Altering the diet of children with attention deficit hyperactivity disorder helps decrease symptoms of hyperactivity and inattention just a small portion of the time, a recent review of controlled scientific studies suggests.
Altering the diet of a child with attention deficit hyperactivity disorder (ADHD) is likely to help decrease symptoms of hyperactivity and inattention just a small portion of the time, a recent review of controlled scientific studies suggests.
“The recent increase of interest in this form of therapy for ADHD, and especially in the use of omega supplements, significance of iron deficiency, and the avoidance of the ‘Western pattern’ diet, make the discussion timely,” wrote the researchers, J. Gordon Millichap, MD, and Michelle M. Yee, CPNP, of Children's Memorial Hospital in Chicago, who performed their review of studies through PubMed searches.
Since some of the studies reviewed found that an altered diet could improve symptoms, while others did not, the researchers concluded that dietary therapy should be used as a last resort in cases where medication and therapy fail to work.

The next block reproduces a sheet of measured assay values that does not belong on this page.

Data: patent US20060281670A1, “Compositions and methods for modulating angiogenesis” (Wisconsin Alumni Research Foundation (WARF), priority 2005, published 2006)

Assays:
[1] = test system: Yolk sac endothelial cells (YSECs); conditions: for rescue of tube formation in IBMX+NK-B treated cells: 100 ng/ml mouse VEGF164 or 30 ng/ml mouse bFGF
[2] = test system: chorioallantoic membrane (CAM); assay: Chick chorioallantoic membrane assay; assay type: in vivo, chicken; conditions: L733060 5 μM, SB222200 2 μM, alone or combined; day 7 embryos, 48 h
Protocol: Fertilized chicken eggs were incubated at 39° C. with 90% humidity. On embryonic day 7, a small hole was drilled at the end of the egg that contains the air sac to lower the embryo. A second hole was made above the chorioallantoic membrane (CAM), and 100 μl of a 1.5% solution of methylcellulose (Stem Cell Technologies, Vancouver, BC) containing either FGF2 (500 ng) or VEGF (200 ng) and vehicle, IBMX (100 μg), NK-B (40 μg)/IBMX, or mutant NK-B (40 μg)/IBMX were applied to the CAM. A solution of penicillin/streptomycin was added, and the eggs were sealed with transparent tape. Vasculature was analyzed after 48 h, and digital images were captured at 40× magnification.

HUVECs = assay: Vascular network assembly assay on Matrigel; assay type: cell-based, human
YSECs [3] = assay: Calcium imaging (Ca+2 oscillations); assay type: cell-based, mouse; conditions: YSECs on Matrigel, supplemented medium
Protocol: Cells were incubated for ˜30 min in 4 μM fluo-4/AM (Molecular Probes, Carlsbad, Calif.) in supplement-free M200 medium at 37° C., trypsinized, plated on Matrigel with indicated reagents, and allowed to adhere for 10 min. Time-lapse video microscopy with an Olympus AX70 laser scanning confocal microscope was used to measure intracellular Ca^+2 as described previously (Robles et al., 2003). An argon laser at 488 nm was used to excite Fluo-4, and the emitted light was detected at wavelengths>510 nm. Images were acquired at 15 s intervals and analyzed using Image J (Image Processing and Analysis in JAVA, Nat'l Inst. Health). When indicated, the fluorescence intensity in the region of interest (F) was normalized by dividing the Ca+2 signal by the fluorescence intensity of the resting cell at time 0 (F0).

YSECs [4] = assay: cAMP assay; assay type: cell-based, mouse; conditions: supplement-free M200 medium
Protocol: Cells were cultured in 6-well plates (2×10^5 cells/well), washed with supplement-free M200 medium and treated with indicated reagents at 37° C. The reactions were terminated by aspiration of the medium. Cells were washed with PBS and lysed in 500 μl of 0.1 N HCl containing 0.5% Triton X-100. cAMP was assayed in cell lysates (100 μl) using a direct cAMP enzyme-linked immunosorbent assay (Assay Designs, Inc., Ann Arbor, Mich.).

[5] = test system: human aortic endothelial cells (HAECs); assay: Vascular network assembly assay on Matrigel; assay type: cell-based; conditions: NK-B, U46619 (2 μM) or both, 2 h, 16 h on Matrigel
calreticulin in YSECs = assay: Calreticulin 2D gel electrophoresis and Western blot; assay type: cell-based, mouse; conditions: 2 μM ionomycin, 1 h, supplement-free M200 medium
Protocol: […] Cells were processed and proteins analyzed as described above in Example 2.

One study by Australian researchers suggested that diets rich in sugary snacks, processed foods, red meat, and high-fat dairy were correlated with higher levels of ADHD. To test this finding, the researchers reviewed the diets used in several recent controlled studies and concluded that, while restricting a child’s intake of sugary substances can help decrease ADHD symptoms, "the majority of controlled studies fail to demonstrate a significant adverse effect of sucrose or aspartame.”
“In practice, additive-free and oligoantigenic/elimination diets are time-consuming and disruptive to the household” and were linked to a successful decrease in ADHD symptoms in only a handful of patients, the researchers wrote.
However, they noted that iron and zinc supplements have the potential to enhance the effectiveness of stimulant therapy and that omega-3 supplements may provide aid to “patients failing to respond or with parents opposed to medication.”
Still, the most “promising and practical complementary or alternative treatment” for ADHD could be “a greater attention to the education of parents and children in a healthy dietary pattern,” they conclude in the review’s abstract.
The review was published online today in Pediatrics.